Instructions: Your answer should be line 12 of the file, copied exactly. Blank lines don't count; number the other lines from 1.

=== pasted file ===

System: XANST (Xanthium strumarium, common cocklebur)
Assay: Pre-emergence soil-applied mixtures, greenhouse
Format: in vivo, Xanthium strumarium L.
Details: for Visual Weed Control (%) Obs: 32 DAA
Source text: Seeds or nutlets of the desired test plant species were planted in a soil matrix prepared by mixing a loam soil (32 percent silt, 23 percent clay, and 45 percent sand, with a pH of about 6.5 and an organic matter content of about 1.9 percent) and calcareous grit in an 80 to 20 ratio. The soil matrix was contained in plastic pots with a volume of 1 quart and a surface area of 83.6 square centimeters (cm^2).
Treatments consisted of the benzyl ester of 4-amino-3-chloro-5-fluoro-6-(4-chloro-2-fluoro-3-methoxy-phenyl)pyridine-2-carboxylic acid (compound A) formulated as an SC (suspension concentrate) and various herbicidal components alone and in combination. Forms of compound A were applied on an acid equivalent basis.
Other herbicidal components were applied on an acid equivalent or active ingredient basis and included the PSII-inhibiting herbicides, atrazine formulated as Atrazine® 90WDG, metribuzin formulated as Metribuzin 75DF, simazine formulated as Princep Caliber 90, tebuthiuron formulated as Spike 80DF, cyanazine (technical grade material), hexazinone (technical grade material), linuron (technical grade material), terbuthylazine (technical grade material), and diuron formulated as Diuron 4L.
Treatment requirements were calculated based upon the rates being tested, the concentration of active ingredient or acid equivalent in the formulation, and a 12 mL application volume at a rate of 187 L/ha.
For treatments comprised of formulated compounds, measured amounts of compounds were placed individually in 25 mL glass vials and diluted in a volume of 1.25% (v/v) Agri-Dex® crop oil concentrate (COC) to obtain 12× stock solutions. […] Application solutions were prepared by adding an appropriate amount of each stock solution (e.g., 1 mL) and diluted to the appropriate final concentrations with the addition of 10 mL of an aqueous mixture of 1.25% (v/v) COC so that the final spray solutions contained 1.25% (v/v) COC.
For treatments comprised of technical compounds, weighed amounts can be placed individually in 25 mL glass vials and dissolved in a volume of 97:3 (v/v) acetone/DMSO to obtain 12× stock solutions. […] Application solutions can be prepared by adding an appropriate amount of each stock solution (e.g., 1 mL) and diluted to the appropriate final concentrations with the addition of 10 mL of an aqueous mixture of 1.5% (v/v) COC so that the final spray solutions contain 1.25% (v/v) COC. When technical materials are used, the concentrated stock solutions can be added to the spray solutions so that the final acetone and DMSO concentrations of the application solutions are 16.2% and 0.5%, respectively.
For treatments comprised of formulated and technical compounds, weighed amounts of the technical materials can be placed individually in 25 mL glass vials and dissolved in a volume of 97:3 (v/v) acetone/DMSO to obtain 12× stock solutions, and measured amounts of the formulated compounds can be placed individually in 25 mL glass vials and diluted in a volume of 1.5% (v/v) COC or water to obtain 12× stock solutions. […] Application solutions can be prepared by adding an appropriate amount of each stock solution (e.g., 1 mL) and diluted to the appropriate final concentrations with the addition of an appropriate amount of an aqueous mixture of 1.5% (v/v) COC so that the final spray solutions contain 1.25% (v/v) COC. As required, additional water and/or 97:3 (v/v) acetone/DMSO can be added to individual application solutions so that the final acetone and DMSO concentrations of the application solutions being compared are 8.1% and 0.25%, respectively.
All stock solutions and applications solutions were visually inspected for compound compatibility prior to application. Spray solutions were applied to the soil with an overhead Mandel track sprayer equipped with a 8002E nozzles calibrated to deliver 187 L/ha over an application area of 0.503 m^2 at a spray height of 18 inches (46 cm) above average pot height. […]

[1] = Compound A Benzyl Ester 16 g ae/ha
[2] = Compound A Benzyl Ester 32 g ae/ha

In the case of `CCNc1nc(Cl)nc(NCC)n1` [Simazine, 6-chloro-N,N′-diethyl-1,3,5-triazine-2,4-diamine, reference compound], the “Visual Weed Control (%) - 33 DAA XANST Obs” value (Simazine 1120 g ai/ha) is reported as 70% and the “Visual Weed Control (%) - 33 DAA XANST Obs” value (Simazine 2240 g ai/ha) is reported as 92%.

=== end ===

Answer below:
All stock solutions and applications solutions were visually inspected for compound compatibility prior to application. Spray solutions were applied to the soil with an overhead Mandel track sprayer equipped with a 8002E nozzles calibrated to deliver 187 L/ha over an application area of 0.503 m^2 at a spray height of 18 inches (46 cm) above average pot height. […]